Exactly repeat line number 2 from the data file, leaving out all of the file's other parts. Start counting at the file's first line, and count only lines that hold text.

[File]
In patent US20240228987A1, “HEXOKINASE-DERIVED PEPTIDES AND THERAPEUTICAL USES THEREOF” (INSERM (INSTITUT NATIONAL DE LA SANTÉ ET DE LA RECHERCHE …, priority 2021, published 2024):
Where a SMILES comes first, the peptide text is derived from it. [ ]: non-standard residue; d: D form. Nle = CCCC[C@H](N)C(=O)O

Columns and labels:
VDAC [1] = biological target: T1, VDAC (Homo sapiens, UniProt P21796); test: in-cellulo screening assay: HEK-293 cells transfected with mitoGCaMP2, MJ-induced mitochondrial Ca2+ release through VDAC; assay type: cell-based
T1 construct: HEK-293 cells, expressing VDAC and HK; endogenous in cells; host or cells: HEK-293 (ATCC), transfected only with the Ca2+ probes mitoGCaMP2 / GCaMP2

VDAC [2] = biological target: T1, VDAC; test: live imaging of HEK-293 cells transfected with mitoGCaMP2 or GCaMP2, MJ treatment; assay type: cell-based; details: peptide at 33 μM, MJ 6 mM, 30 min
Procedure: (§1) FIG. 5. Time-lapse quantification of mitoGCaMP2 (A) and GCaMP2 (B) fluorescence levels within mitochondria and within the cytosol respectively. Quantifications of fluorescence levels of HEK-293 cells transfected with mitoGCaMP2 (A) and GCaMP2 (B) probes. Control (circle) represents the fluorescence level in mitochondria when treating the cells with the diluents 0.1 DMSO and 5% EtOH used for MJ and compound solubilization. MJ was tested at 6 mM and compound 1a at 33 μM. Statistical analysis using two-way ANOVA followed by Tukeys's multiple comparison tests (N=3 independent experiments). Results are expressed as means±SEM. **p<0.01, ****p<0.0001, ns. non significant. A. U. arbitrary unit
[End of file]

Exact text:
Where a SMILES comes first, the peptide text is derived from it. [ ]: non-standard residue; d: D form. Nle = CCCC[C@H](N)C(=O)O